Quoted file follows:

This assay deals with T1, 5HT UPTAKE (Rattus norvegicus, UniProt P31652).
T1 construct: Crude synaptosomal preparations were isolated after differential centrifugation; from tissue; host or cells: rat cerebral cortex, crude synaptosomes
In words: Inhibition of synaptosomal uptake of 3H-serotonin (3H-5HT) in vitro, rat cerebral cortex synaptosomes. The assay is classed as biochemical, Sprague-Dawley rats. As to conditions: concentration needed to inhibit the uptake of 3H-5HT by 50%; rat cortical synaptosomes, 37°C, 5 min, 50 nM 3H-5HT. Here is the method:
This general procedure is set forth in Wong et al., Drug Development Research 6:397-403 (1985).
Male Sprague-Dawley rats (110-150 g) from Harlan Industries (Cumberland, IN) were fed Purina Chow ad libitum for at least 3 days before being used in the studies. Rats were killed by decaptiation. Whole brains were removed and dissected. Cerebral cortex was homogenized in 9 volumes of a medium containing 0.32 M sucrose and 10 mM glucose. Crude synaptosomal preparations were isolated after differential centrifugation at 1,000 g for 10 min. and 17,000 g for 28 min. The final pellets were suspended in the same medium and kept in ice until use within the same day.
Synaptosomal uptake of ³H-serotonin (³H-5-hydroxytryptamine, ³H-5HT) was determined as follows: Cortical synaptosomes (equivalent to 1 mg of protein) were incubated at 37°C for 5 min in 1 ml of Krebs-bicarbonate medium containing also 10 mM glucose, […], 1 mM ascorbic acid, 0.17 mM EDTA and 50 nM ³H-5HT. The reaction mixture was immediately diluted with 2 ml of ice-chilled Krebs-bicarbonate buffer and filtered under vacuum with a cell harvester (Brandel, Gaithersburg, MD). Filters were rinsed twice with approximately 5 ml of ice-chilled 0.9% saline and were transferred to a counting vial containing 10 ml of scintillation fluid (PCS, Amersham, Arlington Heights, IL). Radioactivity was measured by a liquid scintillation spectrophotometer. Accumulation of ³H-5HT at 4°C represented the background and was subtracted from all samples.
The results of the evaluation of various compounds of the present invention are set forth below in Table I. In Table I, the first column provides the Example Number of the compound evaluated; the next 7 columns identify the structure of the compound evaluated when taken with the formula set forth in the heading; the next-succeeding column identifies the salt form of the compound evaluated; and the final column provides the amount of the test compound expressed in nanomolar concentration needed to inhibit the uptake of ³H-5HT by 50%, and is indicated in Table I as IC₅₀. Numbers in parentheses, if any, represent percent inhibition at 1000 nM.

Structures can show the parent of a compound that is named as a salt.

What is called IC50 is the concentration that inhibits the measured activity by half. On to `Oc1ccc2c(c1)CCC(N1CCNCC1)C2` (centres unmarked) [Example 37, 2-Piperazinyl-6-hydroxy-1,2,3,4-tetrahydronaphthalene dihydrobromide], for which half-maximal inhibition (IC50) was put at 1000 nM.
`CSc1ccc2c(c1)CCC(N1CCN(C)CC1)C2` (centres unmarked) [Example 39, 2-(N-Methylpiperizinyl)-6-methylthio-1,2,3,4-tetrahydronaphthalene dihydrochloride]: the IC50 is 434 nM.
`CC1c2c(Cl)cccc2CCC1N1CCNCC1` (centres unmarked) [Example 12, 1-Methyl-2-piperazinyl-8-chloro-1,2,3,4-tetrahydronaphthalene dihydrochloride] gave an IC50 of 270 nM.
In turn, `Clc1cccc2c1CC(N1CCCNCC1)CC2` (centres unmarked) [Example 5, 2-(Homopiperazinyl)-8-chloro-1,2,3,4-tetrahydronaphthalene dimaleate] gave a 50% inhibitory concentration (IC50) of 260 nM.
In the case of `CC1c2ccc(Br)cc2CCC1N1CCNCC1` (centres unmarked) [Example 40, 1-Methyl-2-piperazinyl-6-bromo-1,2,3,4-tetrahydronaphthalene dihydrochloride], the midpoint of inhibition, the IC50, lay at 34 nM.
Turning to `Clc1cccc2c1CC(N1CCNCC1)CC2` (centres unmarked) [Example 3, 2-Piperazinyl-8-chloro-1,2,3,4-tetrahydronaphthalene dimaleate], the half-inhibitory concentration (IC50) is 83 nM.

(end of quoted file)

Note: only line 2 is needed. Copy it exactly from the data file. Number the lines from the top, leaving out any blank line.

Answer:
T1 construct: Crude synaptosomal preparations were isolated after differential centrifugation; from tissue; host or cells: rat cerebral cortex, crude synaptosomes